Florida Foodie: Kaleb Harrell shares journey from line cook to CEO of Hawkers Asian Street Food

Hawkers is now celebrating 10 years in business

ORLANDO, Fla. – Kaleb Harrell said his early days of opening Hawkers Asian Street Fare with his four friends was “best time I never want to have again.”

“It was awesome. It was crazy. It was hectic, it was brutal,” Harrell said. “It was tough. Very big, heavy lift. But we all did it. We were all stronger through it.”

Harell did not start out his professional career planning to open a restaurant. He was working in marketing after graduating from the University of Central Florida. In 2010, his friend Allen Lo, who is now the Brand Chef for Hawkers, called him up and asked if he wanted to open a restaurant.

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“(Allen) says, ‘Hey, I drove by this spot on Mills (Avenue). We happen to have a connection to the owner of the building and the business. I think we can get into it relatively inexpensively,’ Harrell recalled. “’ What would you think about starting the restaurant?’ and I said ‘Absolutely not. No way. What are you, crazy? I don’t want to start a restaurant, No way, man.’”

Lo was able to apply a little peer pressure to Harrell when he got their mutual friends Kin Ho and Wayne Yung on board with opening the restaurant. Together, the four friends then went about opening the first Hawkers location.

“The next thing I knew I was learning to cook on the wok and running the line. Is it was awesome. I would never... I wouldn’t trade those early days for anything. That was honestly the most fun was the very beginning,” Harrell said.

Even though Harrell is the only one of the four founders that is not of Asian ancestry, he said he does not feel like an outsider in that culture.

“I grew up around this culture,” he said. “From when I was 13 till now — but, especially 13 to 17, kind of in middle school, high school with Wayne and his family — growing up with that family, I didn’t realize at the time how impactful that was on learning and immersing into a completely different culture than my own at such a young age. It really became like a norm to me.”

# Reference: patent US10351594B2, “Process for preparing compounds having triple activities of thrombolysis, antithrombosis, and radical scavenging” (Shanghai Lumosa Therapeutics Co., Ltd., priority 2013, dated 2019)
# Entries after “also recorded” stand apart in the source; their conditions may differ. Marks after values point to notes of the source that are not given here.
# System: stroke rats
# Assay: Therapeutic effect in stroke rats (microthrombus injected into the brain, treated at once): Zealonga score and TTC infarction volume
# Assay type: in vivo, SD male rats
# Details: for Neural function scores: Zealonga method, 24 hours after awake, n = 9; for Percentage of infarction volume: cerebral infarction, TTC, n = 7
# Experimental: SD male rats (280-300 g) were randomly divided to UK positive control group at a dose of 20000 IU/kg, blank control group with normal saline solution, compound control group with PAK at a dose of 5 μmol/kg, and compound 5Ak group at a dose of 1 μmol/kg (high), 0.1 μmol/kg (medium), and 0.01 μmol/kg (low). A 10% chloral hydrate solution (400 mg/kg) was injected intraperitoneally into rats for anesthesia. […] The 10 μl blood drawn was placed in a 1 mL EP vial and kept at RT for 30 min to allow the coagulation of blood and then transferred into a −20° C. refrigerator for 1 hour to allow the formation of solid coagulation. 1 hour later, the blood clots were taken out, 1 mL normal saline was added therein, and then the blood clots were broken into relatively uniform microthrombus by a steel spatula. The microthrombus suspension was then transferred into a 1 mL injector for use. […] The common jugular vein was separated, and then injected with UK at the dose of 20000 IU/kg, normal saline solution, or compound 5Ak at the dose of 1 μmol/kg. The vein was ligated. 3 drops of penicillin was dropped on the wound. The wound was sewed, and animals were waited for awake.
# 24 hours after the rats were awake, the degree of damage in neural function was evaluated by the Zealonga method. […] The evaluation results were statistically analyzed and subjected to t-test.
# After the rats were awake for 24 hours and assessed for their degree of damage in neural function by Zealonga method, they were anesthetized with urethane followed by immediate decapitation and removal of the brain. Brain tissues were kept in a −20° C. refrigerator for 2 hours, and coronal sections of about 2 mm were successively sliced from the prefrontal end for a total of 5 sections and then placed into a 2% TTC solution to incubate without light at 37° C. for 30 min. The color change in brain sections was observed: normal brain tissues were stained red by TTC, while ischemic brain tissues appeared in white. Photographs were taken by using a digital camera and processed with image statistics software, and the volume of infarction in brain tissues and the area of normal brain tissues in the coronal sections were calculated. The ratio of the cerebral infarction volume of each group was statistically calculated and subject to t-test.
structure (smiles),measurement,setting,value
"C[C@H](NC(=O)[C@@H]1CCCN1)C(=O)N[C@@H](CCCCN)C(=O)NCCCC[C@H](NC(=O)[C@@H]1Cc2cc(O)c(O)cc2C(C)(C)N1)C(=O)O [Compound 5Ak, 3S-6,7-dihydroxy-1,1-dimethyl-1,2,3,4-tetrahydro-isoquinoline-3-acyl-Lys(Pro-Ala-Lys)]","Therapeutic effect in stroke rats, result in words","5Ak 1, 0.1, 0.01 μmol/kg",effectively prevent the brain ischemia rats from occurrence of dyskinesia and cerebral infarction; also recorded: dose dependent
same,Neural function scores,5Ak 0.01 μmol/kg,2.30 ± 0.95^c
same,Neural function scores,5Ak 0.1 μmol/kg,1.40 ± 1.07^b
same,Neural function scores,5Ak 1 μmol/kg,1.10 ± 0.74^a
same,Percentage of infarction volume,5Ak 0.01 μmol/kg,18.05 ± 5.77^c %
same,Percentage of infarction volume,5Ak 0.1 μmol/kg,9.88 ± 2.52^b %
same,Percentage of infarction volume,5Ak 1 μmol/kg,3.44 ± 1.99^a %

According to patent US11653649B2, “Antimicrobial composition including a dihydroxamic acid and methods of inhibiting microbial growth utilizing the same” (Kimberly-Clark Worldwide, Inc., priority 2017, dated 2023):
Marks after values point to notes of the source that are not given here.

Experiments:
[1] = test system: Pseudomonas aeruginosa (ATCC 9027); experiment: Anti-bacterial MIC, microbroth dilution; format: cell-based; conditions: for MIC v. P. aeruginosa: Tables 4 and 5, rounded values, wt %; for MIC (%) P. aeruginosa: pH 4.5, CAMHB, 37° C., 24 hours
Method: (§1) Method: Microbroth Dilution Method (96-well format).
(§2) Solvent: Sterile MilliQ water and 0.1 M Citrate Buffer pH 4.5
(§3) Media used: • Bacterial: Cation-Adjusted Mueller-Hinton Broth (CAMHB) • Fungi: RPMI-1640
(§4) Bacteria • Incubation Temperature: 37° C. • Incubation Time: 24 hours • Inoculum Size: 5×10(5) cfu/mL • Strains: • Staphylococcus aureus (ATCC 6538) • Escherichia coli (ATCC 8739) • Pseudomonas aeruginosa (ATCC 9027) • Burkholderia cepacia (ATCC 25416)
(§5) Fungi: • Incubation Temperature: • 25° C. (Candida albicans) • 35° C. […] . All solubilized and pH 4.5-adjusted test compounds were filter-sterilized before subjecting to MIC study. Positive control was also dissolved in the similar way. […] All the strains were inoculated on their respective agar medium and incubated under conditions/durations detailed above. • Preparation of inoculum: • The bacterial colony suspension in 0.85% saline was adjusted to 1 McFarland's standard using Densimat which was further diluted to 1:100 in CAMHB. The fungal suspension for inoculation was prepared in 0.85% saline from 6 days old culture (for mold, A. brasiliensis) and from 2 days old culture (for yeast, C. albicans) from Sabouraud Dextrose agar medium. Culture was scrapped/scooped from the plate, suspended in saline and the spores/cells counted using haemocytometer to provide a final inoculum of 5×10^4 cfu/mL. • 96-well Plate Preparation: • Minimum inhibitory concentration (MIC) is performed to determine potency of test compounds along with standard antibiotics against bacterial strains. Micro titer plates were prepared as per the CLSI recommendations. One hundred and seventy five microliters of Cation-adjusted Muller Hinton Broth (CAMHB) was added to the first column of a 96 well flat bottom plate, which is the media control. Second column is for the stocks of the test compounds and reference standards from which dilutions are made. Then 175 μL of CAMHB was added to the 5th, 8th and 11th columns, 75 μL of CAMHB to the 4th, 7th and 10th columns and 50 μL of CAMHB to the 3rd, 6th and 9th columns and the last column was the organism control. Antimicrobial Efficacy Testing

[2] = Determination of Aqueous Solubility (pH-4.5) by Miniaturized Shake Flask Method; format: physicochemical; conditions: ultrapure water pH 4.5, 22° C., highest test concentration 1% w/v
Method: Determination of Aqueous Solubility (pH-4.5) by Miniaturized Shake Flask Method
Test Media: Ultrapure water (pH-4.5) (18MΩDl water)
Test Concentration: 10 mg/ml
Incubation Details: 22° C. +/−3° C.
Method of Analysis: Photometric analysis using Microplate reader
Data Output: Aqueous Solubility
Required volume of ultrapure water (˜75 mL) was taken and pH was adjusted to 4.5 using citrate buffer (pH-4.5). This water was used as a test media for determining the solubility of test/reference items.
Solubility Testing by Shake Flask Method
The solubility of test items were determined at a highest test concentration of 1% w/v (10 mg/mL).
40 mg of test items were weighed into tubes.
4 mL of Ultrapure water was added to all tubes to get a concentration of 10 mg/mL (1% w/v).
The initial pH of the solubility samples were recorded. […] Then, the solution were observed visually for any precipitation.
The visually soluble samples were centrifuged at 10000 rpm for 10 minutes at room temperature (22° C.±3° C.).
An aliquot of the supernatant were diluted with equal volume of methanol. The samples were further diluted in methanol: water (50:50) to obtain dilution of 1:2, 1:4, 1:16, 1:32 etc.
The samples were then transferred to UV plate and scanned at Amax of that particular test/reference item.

(Left) Curry Laksa Ramen, (Right) Singapore Mei Fun (Thomas Mates)

Despite his familiarity with the culture and the cuisine, Harrell said he gets a different feeling from Hawkers than his co-founders.

“For the other guys, what they get out of Hawkers is a feeling of nostalgia. What they get is a feeling of ‘this is my home,’ he said. “For me, what I get is a sense of travel. And I get a sense of kind of adventure. And that was what I got when I would go to Wayne’s house, and I loved it.”

It’s those feelings of comfort and adventure that the group tries to bring to Hawkers. The recipe appears to be a success as they are celebrating 10 years in business and getting ready to open another location in Dallas, Texas bringing the total number of Hawkers restaurants to 12.

On the latest episode of Florida Foodie, Harrell shares some of the misadventures from the early days of Hawkers. He also talks about the work culture at Hawkers and his approach to the hospitality industry.

Please follow our Florida Foodie hosts on social media. You can find Candace Campos on Twitter and Facebook. Lisa Bell is also on Facebook and Twitter and you can check out her children’s book, “Norman the Watchful Gnome.”


Florida Foodie is a bi-weekly podcast from WKMG and Graham Media that takes a closer look at what we eat, how we eat it and the impact that has on us here in Florida and for everyone, everywhere. Find new episodes on Apple Podcasts, Stitcher or wherever you download your favorite podcasts.


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About the Author:

Thomas Mates is a digital storyteller for News 6 and ClickOrlando.com. He also produces the podcast Florida Foodie. Thomas is originally from Northeastern Pennsylvania and worked in Portland, Oregon before moving to Central Florida in August 2018. He graduated from Temple University with a degree in Journalism in 2010.